It is very common for Florida claimants to change attorneys during litigation. Invariably, the now former attorney will immediately send a letter to the insurer and new attorney asserting
an attorney’s fee charging lien. Often, this letter is ignored, especially if very little work has been done on the case to date. However, if received, the insurer has a duty to protect the lien.
Virtually every jurisdiction in the United States recognizes the right of an attorney to recover fees by imposing a lien on a judgment obtained by his efforts for his client. See Scott v.
Kirtley, 113 Fla. 637, 152 So. 721 (1933); Note, Attorney and Client: Attorney's Charging Lien, 4 U. Fla. L. Rev. 58 (1951). Although Florida, unlike many jurisdictions, has not
codified this common law lien, its courts have long acknowledged the appropriateness of such a lien and the justification for allowing resolution by proceedings in equity:
The law is settled in this jurisdiction that a litigant should not be permitted to walk away with his judgment and refuse to pay his attorney for securing it. It is further consistent with law that an attorney's lien in a case like this be enforced in the proceeding where it arose. The parties are before the court, the subject matter is there, and there is no reason whatsoever why they should be relegated to another forum to settle the controversy.
In re Warner's Estate, 160 Fla. 160, 464, 35 So. 2d 296, 298-99 (1948) (citations omitted).
“A charging lien is an equitable right to have costs and fees due an attorney for services in the suit secured to him in the judgment or recovery in that particular suit.” Sinclair, Louis, Siegel, Heath, Nussbaum & Zavertnik v. Baucom, 428 So. 2d 1383, 1384 (Fla. 1983). An attorney’s charging lien attaches to the tangible fruits of the services. Correa v. Christensen, 780 So. 2d 220, 220 (Fla. 5th DCA 2001) (citing Sinclair, 428 So. 2d 1383). The establishment of the lien "declares the right of the attorney to participate in the recovery." Litman v. Fine, Jacobson, Schwartz, 517 So. 2d 88, 94 n.6 (Fla. 3d DCA 1987).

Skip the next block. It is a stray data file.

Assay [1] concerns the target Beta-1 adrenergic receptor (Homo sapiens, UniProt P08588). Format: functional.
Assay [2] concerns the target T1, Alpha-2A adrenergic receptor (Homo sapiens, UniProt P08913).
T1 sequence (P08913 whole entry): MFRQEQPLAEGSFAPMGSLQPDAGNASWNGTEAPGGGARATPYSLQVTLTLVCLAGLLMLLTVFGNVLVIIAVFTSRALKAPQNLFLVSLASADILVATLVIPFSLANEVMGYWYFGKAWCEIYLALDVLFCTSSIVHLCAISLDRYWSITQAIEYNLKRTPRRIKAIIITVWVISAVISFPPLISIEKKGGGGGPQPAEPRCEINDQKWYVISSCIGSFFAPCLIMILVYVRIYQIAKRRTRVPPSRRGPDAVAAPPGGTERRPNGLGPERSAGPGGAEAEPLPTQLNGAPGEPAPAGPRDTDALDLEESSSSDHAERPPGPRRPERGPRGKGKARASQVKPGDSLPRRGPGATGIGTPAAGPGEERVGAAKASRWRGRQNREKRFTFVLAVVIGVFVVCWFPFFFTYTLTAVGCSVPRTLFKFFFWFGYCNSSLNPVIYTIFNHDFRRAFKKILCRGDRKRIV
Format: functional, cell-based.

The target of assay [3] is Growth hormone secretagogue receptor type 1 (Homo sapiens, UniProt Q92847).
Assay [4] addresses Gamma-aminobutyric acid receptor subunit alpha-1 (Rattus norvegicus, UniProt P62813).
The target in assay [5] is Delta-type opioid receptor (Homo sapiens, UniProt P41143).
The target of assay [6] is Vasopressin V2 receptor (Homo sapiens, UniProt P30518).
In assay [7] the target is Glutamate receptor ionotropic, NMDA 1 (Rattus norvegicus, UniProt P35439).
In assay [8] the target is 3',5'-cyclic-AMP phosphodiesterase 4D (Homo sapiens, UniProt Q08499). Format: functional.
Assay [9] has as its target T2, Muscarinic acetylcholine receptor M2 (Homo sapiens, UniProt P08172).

To establish or perfect a charging lien, the lienor-attorney need only demonstrate that he or she provided the parties to the litigation with timely notice of the interest. Sinclair, 428 So. 2d at 1385. A perfected lien is “chargeable against any person who, at the time notice of intent to claim a lien is given, holds monies or property which become proceeds of a judgment to be
entered in the future.” Hutchins v. Hutchins, 522 So. 2d 547, 549 (Fla. 4th DCA 1988); see also Hall, Lamb & Hall, P.A. v. Sherlon Inv’s. Corp., 7 So. 3d 639, 641 (Fla. 3d DCA 2009) (citing
Brown v. Vt. Mut. Ins. Co., 614 So. 2d 574, 580-81 (Fla. 1st DCA 1993) (holding that if a party has notice of an attorney's charging lien, pays out a settlement to the attorney's client, and fails to protect the attorney's interest, the paying party may be held jointly and severally liable for the attorney's fees along with the attorney's client to the extent of the settlement proceeds or other funds held).
Insurers cannot avoid liability for the attorney's fees subject to attorney’s charging lien simply
because it transferred the funds to a third party. Law Office of Michael B. Brehne, P.A. v. Porter
Law Firm, LLC, 268 So.3d 854, 855 (Fla. 5th DCA 2019). As the paying party, an insurer has a
duty to protect the attorney’s lien by:
1. notifying the former attorney of the settlement,
2. including the former attorney on the settlement check,
3. obtaining a waiver of its lien in writing, or
4. obtaining a Hold Harmless agreement from the subsequent law firm.
Geico Gen. Ins. Co. v. Steinger, Iscoe & Greene, P.A., 275 So. 3d 775 (Fla. 3d DCA 2019). If
the funds remain in trust and have not been disbursed, the attorney’s lien has not been impaired.
However, should that situation change in the future, insurers cannot avoid liability for the
attorney’s fees subject to attorney’s lien. Brehne, 268 So. 3d at 855.